A thought experiment about identity

by Aryeh Cohen-Wade

In the twelve-alarm, web-wide freak out over “Not A Very P.C. Thing To Say,” Jonathan Chait’s jeremiad against the resurgence of political correctness, his critics all agree on one point: Chait is a white man. Alex Pareene: “So, here is sad white man Jonathan Chait’s essay about the difficulty of being a white man in the second age of ‘political correctness.’” Jessica Valenti: “His willful ignorance about why he (a white, hetero, cisgender man) might not be able to use all the words or claim authority on every single topic…” Joan Walsh: “Chait continues to pick the scab of his suffering over the fact that the every musing of white liberal men (and women, to be fair) about race and politics is no longer welcomed for its contribution to the struggle.” Jia Tolentino: “Punditry in a democracy is…still based on white men who can’t stand their opinions to be read through a lens of race and gender, but perhaps they should get used to it.”

I propose a thought experiment that presents a different lens. In 2011, Chait moved from his longtime perch at The New Republic to New York magazine. However, let’s imagine that this was merely a clever ruse perpetrated by a shadowy neoliberal cabal. Actually, Chait was kidnapped and placed in a Matrix-like gooey cocoon, and is currently being held in suspended animation five hundred feet below the offices of the Brookings Institution. His brain was scanned to build a mechanical simulacrum known as Robo-Chait, a cyborg that has been penning his columns ever since. This automaton looks and acts exactly like the real Chait, parroting his sarcastic prose style and idiosyncratic quirks (e.g., a hatred for all things Ohio). Jonathan Chait did not write a piece arguing against political correctness — Robo-Chait did.

So when Alex Pareene accuses Chait of being a “sad, white man,” he’s wrong; robots don’t have a race or a gender, and, of course, cannot feel emotion (“What is this thing you call…love?”). While built from the thought patterns of a heterosexual, cisgendered, white, able-bodied male, Robo-Chait is just a computer program, an intelligent machine that has written a long piece decrying political correctness.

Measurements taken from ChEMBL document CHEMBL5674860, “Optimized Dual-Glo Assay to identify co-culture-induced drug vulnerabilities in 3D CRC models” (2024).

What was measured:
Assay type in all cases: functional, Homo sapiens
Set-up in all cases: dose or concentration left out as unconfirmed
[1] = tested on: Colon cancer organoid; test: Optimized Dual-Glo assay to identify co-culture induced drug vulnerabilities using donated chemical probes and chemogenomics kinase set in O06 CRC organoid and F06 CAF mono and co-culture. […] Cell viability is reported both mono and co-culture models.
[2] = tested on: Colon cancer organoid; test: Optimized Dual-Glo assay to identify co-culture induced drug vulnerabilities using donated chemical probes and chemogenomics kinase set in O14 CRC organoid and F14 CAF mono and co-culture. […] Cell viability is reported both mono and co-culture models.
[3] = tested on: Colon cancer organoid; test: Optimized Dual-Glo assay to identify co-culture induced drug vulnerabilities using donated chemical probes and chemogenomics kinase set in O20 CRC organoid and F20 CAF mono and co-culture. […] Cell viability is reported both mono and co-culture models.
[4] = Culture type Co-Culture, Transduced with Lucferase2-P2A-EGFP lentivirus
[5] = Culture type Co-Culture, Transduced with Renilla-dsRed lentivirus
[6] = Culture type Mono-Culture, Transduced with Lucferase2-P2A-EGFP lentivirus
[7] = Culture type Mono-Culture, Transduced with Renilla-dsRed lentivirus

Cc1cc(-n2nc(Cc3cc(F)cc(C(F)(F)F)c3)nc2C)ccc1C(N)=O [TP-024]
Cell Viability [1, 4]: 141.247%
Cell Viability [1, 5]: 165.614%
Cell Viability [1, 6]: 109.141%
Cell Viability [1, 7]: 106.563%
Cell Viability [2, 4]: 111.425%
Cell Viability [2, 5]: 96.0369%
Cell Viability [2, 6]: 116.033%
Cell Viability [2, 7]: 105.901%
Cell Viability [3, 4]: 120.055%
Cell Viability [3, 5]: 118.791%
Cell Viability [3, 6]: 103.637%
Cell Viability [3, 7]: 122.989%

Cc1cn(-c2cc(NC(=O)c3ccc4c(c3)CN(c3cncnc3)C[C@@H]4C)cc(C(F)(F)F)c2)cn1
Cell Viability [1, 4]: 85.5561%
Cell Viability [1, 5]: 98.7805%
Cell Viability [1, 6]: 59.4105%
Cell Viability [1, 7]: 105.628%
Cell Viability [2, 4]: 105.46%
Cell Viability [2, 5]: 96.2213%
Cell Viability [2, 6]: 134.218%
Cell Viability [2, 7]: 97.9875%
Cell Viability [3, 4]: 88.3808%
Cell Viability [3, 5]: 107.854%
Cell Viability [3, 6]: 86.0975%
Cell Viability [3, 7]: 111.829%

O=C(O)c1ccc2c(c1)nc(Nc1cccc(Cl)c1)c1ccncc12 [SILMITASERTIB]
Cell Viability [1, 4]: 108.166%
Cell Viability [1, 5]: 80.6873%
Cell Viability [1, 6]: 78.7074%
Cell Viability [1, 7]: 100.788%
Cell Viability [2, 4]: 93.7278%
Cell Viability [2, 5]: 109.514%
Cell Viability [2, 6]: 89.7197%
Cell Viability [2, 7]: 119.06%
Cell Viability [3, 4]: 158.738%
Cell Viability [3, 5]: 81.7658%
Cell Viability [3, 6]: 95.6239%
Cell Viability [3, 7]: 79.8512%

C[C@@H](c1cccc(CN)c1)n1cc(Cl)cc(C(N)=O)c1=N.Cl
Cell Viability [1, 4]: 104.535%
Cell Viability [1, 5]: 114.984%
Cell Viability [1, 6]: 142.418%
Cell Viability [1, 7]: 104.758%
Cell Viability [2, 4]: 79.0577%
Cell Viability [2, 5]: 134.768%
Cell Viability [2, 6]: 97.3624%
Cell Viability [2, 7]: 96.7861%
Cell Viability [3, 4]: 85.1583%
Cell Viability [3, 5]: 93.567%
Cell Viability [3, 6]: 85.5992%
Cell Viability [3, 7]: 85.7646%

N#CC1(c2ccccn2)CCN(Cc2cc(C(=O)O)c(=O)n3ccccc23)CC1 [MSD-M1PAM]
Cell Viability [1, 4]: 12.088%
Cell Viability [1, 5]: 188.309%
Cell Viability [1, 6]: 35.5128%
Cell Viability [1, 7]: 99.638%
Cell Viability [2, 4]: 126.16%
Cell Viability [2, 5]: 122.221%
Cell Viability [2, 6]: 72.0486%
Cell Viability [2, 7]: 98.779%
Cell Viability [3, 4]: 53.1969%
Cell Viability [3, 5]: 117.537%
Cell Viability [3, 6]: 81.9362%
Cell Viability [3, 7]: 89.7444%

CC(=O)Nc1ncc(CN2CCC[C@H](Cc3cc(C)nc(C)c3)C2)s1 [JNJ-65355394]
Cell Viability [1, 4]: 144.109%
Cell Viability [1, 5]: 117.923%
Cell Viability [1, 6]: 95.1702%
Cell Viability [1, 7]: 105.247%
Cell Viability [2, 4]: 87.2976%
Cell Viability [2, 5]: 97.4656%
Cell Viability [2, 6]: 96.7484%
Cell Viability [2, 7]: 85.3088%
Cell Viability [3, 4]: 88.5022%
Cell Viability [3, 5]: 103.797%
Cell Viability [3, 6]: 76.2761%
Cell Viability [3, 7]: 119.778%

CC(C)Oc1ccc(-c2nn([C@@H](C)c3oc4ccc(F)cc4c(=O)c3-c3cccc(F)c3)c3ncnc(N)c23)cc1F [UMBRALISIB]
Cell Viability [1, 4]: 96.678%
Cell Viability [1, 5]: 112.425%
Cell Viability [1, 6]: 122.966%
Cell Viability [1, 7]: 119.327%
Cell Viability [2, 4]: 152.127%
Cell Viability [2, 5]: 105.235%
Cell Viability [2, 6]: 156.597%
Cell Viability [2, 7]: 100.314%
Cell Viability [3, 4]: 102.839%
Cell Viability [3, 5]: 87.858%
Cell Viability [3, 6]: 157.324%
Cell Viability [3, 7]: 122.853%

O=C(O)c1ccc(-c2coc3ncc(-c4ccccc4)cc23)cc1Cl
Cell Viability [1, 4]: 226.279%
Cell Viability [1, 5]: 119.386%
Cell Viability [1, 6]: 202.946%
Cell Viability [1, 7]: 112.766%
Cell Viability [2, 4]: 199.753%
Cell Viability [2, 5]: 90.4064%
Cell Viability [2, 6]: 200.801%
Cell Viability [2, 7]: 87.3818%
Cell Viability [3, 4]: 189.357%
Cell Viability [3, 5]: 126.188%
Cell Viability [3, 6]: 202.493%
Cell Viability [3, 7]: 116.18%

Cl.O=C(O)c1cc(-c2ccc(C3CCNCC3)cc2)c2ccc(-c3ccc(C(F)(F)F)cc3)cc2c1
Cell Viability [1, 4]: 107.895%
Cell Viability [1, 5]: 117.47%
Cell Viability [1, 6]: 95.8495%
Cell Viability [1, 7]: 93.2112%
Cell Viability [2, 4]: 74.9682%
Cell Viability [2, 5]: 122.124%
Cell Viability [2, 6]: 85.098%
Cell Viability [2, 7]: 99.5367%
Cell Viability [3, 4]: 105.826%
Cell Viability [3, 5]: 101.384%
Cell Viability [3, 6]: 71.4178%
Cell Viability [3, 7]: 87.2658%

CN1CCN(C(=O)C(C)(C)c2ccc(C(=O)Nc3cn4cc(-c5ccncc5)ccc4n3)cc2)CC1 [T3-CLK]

If we posit that “Not A Very P.C. Thing To Say” wasn’t actually written by a white man, what changes about the piece? Every word and phrase is exactly the same, but the kind of identity-based critique deployed by many on the left is rendered moot. The piece must succeed or fail on its own merits. If we nullify the complaint that Jon Chait is a white man who shouldn’t be writing about this topic, we find that most of his critics lack much of an argument (Pareene’s piece in particular is laughably ad hominem). And while some might want to tell Robo-Chait that it needs to check its techno-privilege, we can run the same thought experiment with a million monkeys typing on a million typewriters, or an anonymously written essay, etc.

In critiquing the anti-Chaitians, I am not proposing a universal principle. Identity does matter to some kinds of speech. Politicians who grow up in poverty speak with more moral weight on the subject of helping the poor; a symposium on affirmative action featuring mostly white men would be foolish; this famous Chris Rock bit would be incredibly offensive coming from a white comedian. But the fact that so many of Chait’s critics see his identity as an automatic strike against him — because he is a white man, his opinions on this topic are disqualified — is very troubling. It goes against the universal values that liberals profess. Moreover, these critics reinforce Chait’s point that identity politics produces an inferior form of debate: when you can’t disprove what someone is saying, attack him or her personally instead. (Is there a German word for “attempting to disprove your opponent’s argument while unwittingly proving it”?)

Chait’s critics also ignore the fact that victims of political correctness are often not white men, but dissenting members of outgroups. Whatever nasty thing you say about Jonathan Chait, he’ll be fine — affluent, well-educated white men usually are. But Chait describes a conservative Muslim college student who came under fire for writing a satirical anti-P.C. article; hooded assailants defaced his dorm-room door, and he lost his spot on the student newspaper. Chait notes that a Facebook group started by female journalists for casual conversation and networking devolved into “bitter identity-politics recriminations, endlessly litigating the fraught requirements of p.c. discourse”; many members quit to escape the vicious backbiting. If you belong to a minority group and don’t toe the party line, you are likely to be “called out,” which means that internal dissenters will stay silent. (A parallel dynamic plays out on the right, which is why it has taken six years for conservative writers to turn against Sarah Palin.) A political movement based on shutting down debate and expelling heretics will never thrive.

Let’s put aside the fact that Jonathan Chait is a white man. If you have a problem with his ideas, make your case on the merits. Robo-Chait wouldn’t know what love is, but, in its coldly rational heart, it would be grateful.